Even the first email marketing message, however spammy, achieved astounding results. On May 3, 1978, a marketer for Digital Equipment Corporation named Gary Thuerk sent an unsolicited email pitch to 400 business prospects. Although the email blast resulted in an avalanche of privacy complaints. It served as the foundation of email marketing as we know it today.
In the early days, marketing emails were essentially spam. Marketers routinely sent emails to massive lists of potential customers — none of whom had willingly subscribed. The original marketing emails also lacked the features that define a quality email today, like HTML, simple design concepts and value-added content. But despite the spammy nature of his email, Thuerk’s mass email generated $13 million in sales for his company — a result every email marketer today would be proud of. So the power of email as a marketing channel was clear from the start.
Email has matured and evolved over the years. Here are some of the biggest moments that have shaped modern email marketing since inception:
Gary Thuerk, a marketer for Digital Equipment Corporation, sends the first electronic mail marketing blast, generating $13 million in sales. Early emails like this are rudimentary, text-based and lack personalization.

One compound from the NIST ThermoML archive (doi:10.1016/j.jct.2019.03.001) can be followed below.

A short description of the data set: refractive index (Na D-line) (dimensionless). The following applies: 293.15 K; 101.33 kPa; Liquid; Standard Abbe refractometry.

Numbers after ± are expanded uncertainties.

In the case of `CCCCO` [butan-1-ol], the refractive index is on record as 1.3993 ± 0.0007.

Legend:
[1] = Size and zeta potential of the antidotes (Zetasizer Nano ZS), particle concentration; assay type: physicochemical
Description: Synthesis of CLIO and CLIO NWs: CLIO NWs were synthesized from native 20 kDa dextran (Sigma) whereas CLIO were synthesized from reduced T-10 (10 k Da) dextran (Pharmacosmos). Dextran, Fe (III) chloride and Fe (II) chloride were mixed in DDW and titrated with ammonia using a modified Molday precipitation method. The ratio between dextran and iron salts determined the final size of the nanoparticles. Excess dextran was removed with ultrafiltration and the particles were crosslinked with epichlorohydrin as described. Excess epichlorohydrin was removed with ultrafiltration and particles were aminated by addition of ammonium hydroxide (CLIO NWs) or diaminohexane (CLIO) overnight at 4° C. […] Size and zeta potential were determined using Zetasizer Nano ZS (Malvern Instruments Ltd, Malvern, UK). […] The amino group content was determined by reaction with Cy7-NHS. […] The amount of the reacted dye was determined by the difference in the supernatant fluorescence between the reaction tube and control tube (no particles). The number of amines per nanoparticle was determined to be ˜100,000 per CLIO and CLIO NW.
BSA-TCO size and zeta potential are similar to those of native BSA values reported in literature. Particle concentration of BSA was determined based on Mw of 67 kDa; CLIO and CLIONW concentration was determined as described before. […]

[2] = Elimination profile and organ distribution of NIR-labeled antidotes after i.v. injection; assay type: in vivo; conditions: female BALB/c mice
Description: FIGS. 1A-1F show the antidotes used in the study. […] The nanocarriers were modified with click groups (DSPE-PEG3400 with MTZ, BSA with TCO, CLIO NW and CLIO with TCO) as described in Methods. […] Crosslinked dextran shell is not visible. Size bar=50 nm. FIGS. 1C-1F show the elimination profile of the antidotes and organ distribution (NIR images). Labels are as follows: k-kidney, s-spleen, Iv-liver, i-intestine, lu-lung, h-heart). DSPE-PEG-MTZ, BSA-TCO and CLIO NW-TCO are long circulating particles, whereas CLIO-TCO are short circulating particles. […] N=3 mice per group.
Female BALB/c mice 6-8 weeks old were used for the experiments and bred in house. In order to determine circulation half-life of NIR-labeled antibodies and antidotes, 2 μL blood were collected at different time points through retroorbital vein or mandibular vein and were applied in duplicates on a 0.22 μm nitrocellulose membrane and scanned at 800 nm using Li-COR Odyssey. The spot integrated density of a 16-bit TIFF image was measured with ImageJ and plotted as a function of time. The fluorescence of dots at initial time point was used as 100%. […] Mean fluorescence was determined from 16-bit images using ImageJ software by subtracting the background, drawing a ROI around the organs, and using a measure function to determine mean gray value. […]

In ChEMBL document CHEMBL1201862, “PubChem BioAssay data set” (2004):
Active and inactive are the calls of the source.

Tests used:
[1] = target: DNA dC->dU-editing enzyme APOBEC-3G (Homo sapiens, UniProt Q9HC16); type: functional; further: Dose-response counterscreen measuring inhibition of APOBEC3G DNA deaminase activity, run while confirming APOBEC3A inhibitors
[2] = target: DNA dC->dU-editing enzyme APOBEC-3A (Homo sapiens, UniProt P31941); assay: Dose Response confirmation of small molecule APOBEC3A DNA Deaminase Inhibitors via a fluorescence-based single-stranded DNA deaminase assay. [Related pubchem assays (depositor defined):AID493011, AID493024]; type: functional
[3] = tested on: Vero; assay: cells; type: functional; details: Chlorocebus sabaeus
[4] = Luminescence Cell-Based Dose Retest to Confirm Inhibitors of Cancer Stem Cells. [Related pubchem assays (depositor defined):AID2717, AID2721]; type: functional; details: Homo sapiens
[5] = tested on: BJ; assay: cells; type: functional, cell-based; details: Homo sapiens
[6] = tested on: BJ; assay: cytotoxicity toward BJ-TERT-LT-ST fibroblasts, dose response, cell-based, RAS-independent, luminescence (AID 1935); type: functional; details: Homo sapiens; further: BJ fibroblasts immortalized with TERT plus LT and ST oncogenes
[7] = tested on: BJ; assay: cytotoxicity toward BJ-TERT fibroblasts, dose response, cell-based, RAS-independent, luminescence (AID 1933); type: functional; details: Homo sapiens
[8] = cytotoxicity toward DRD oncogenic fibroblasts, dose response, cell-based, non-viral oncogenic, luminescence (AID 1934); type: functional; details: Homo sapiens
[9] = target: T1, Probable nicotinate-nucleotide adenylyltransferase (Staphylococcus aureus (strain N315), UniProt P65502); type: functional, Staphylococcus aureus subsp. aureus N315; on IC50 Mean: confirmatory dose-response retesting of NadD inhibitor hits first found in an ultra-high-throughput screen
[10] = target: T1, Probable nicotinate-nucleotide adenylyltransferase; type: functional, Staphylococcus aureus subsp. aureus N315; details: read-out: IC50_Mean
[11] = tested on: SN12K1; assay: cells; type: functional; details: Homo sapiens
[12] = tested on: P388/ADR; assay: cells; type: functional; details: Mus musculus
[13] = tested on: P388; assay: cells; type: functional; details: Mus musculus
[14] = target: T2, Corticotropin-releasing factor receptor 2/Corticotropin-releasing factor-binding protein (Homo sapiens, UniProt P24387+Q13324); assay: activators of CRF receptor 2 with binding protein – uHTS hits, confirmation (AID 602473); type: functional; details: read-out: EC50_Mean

Oxford English Dictionary adds “e-mail” as an acceptable abbreviation for electronic mail, with the first documented case of the term’s use traced to 1979, the Washington Post reports.
AOL, Hotmail, and Yahoo enter the email scene, offering user-friendly email services that make it easy for the average internet user to sign up and communicate. Hotmail is the first to offer email as a free, web-based service, which allows marketers to reach even more consumers.
Consumers first use the word “spam” to describe unwanted email, which originated from a 1970s Monty Python skit referencing the canned meat brand with the same name. At this time, consumers are frustrated by the number of unsolicited promotional emails they receive. As a result, major providers add “junk” folders to give subscribers control over their email experiences.
The U.S. government passes the CAN-SPAM Act, which is the first law regulating email marketing. The law sets rules for commercial email, establishes requirements for commercial messages, gives recipients the right to opt out of email marketing lists and spells out tough penalties for violators.
As subscriber inboxes become more saturated, marketers begin to focus on deliverability and engagement with strategies like triggers, dynamic content, strategic segmentation, and newsletters. Email design innovation also improves significantly with new coding support and capabilities. This lays the foundation for real-time, interactive emails.
Consumers become wary of businesses using their data in the wake of massive data breaches. So businesses across the world enact new safeguards for data protection as the EU implements the GDPR.